This assessment of epidemiological data shows that the gain in life expectancy that accompanies a healthy lifestyle is much the same whether or not an individual suffers from multiple age-related conditions. As always in this sort of study, the question is the degree to which this reflects the point that the onset of more serious conditions renders people less able to be active, versus a matter of good lifestyle choices producing corresponding benefits over time. Animal studies make it quite clear that efforts to maintain good health do in fact make a real difference over the long term, but that sort of certainty is hard to extract from human epidemiological data. That said, the most relevant factors, such as smoking and diet, are much less impacted by disease status than is the case for physical activity.

Whether a healthy lifestyle impacts longevity in the presence of multimorbidity is unclear. We investigated the associations between healthy lifestyle and life expectancy in people with and without multimorbidity. A total of 480,940 middle-aged adults (median age of 58 years, 46% male, 95% white) were analysed in the UK Biobank; this longitudinal study collected data between 2006 and 2010, and participants were followed up until 2016. We extracted 36 chronic conditions and defined multimorbidity as 2 or more conditions. Four lifestyle factors, based on national guidelines, were used: leisure-time physical activity, smoking, diet, and alcohol consumption. A combined weighted score was developed and grouped participants into 4 categories: very unhealthy, unhealthy, healthy, and very healthy. Survival models were applied to predict life expectancy, adjusting for ethnicity, working status, deprivation, body mass index, and sedentary time.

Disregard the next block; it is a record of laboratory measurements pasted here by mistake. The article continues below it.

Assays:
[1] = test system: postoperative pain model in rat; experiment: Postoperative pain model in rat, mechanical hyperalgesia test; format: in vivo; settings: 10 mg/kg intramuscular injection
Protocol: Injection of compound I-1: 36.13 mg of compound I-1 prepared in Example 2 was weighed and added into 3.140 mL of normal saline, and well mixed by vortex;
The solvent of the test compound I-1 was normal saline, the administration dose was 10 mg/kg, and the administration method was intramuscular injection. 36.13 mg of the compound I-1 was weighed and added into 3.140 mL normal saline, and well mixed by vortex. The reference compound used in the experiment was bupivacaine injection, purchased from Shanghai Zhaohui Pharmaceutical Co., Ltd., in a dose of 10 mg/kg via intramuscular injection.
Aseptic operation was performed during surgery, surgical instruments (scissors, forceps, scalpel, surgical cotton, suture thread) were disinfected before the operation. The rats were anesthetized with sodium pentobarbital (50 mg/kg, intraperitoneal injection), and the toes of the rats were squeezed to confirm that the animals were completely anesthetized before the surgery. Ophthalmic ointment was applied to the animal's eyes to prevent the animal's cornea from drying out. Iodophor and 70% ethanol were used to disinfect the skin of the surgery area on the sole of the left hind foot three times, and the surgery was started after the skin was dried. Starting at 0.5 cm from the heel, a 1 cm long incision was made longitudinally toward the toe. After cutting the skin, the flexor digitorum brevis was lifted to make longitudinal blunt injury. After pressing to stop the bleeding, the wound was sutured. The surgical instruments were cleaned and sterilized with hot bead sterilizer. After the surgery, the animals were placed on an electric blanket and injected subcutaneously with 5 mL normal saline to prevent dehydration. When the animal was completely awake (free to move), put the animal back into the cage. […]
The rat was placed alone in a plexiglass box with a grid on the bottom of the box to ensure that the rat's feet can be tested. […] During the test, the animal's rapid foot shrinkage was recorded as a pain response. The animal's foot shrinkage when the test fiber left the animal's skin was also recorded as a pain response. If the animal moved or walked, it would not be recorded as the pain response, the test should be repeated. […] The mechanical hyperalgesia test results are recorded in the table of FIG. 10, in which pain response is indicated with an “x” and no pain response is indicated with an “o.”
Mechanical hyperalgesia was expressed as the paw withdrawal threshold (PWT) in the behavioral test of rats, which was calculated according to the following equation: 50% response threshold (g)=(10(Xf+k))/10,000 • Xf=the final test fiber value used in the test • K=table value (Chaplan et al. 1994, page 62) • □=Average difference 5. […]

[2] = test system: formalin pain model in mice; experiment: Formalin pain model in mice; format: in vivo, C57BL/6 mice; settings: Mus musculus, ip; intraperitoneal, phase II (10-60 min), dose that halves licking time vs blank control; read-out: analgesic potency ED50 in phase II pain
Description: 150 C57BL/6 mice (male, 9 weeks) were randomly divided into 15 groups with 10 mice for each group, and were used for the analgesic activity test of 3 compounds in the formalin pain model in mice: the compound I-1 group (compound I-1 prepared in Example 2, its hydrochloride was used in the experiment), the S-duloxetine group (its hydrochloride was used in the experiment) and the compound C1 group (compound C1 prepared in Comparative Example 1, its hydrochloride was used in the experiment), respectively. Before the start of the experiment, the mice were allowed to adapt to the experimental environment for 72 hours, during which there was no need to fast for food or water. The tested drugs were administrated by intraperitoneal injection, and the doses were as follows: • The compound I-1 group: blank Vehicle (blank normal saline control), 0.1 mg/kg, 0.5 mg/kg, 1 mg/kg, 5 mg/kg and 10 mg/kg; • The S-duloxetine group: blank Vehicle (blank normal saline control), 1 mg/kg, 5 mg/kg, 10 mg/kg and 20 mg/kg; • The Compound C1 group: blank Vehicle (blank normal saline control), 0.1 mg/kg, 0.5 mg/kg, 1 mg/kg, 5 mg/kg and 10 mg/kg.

A total of 93,746 (19.5%) participants had multimorbidity. During a mean follow-up of 7 (range 2-9) years, 11,006 deaths occurred. At 45 years, in men with multimorbidity an unhealthy score was associated with a gain of 1.5 additional life years compared to very unhealthy score, though the association was not significant, whilst a healthy score was significantly associated with a gain of 4.5 life years and a very healthy score with 6.3 years. Corresponding estimates in women were 3.5, 6.4, and 7.6 years. Results were consistent in those without multimorbidity and in several sensitivity analyses. For individual lifestyle factors, no current smoking was associated with the largest survival benefit.

In conclusion, we found that regardless of the presence of multimorbidity, engaging in a healthier lifestyle was associated with up to 6.3 years longer life for men and 7.6 years for women; however, not all lifestyle risk factors equally correlated with life expectancy, with smoking being significantly worse than others.